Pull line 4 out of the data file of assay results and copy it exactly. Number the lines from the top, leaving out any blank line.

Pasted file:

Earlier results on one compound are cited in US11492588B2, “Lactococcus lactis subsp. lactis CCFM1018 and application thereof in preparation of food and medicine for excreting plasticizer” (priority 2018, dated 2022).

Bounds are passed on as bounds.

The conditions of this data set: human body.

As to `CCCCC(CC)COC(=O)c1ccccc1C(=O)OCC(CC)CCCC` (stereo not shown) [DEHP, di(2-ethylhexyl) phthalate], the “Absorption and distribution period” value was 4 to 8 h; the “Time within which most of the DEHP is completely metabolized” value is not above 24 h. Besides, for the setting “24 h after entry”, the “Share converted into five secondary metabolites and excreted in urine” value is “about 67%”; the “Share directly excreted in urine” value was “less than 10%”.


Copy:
As to `CCCCC(CC)COC(=O)c1ccccc1C(=O)OCC(CC)CCCC` (stereo not shown) [DEHP, di(2-ethylhexyl) phthalate], the “Absorption and distribution period” value was 4 to 8 h; the “Time within which most of the DEHP is completely metabolized” value is not above 24 h. Besides, for the setting “24 h after entry”, the “Share converted into five secondary metabolites and excreted in urine” value is “about 67%”; the “Share directly excreted in urine” value was “less than 10%”.